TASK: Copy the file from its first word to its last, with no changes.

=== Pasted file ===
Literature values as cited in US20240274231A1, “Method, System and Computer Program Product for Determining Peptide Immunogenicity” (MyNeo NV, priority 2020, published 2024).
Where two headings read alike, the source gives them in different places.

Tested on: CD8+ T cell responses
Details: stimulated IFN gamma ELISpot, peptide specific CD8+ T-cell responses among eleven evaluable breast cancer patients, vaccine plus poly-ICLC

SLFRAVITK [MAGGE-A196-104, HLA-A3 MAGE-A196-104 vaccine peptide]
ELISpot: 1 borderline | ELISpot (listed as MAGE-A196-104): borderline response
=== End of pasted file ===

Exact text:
Literature values as cited in US20240274231A1, “Method, System and Computer Program Product for Determining Peptide Immunogenicity” (MyNeo NV, priority 2020, published 2024).
Where two headings read alike, the source gives them in different places.

Tested on: CD8+ T cell responses
Details: stimulated IFN gamma ELISpot, peptide specific CD8+ T-cell responses among eleven evaluable breast cancer patients, vaccine plus poly-ICLC

SLFRAVITK [MAGGE-A196-104, HLA-A3 MAGE-A196-104 vaccine peptide]
ELISpot: 1 borderline | ELISpot (listed as MAGE-A196-104): borderline response